A Busy Day on Capital Hill Awaited Montana’s Representatives
History has to wait a little to be made in Montana as Ryan Zinke waits to be sworn in as first Representative for the new District 1.
The Former Secretary of the Interior and under the Trump administration and newly elected representative had to wait, as of reporting, a little longer than usual for the official swearing in of freshman representatives Tuesday in DC. Representatives usually take their oath during the first day of a new Congress, when the House organizes itself.
The tradition originated in the British House of Commons, and has been the practice in the U.S. House since at least the 1820s. The Speaker, in turn, administers the oath to the rest of the Members en masse. The Speaker or Speaker Pro Tempore must swear in members who miss the mass swearing-in ceremony on the first day afterward; on rare occasions, the House has authorized other Members or local judges to swear-in absent Representatives.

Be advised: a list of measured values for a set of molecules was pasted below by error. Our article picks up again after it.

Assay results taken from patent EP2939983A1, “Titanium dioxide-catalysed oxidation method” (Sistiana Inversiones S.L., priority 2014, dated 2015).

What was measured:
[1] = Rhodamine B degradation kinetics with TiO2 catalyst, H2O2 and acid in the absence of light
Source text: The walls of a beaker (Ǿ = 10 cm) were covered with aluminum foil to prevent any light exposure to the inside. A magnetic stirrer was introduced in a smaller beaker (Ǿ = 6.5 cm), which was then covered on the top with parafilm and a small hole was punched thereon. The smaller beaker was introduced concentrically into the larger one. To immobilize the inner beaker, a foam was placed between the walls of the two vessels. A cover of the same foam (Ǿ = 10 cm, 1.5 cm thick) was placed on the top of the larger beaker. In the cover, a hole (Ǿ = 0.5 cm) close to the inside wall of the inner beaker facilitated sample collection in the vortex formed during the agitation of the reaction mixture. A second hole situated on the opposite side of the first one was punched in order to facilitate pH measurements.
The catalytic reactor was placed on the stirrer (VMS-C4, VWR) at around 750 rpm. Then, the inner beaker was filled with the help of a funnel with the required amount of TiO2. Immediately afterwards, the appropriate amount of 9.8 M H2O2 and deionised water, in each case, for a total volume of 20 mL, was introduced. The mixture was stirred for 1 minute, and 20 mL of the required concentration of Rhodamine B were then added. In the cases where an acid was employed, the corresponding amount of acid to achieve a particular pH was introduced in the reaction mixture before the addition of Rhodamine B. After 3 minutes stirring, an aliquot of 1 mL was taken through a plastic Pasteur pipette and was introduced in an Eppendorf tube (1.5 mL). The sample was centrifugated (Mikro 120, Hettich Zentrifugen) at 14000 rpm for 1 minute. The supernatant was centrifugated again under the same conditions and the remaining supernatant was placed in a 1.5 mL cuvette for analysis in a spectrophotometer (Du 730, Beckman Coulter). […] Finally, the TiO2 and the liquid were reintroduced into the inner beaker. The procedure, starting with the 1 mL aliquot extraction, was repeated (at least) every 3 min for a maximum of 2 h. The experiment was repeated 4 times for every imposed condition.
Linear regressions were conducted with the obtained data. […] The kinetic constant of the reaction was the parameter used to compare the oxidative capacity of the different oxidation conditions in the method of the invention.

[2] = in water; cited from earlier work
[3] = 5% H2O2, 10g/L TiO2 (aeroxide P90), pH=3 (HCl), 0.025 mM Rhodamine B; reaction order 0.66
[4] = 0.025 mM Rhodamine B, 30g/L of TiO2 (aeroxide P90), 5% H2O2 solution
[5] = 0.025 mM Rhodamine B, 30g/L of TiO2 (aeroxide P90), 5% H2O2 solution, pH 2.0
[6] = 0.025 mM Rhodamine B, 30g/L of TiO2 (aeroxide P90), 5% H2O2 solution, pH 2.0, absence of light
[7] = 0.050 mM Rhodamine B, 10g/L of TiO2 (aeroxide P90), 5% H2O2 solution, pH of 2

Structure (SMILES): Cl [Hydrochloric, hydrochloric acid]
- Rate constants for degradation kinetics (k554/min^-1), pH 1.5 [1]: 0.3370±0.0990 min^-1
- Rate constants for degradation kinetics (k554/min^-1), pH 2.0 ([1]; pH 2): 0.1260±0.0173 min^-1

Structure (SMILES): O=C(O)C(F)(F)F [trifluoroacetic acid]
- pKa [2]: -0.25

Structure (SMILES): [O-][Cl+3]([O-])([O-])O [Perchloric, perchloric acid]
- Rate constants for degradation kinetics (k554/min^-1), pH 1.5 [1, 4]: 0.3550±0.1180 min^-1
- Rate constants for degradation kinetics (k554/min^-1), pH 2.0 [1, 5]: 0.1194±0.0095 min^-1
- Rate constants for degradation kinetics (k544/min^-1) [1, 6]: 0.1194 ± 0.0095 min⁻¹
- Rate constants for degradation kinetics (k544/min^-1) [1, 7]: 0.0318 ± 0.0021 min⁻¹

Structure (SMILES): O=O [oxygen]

The hold up was due to no candidate for speaker of the house receiving enough votes to garner a majority, something that District 2 Representative, Republican Matt Rosendale had a hand in.
Rosendale was one of 19 Republicans on Tuesday who voted for someone other that Kevin McCarthy to be the Speaker of the House for the new junior legislation. Reports from the capital noted that Rosendale's vote for fellow Republican Byron Donalds, confused the clerk recording votes. McCarthy ended up with 202 total votes, falling short of the number needed to be named the new speaker.
The House will be required to have subsequent votes until someone is elected with a majority of votes.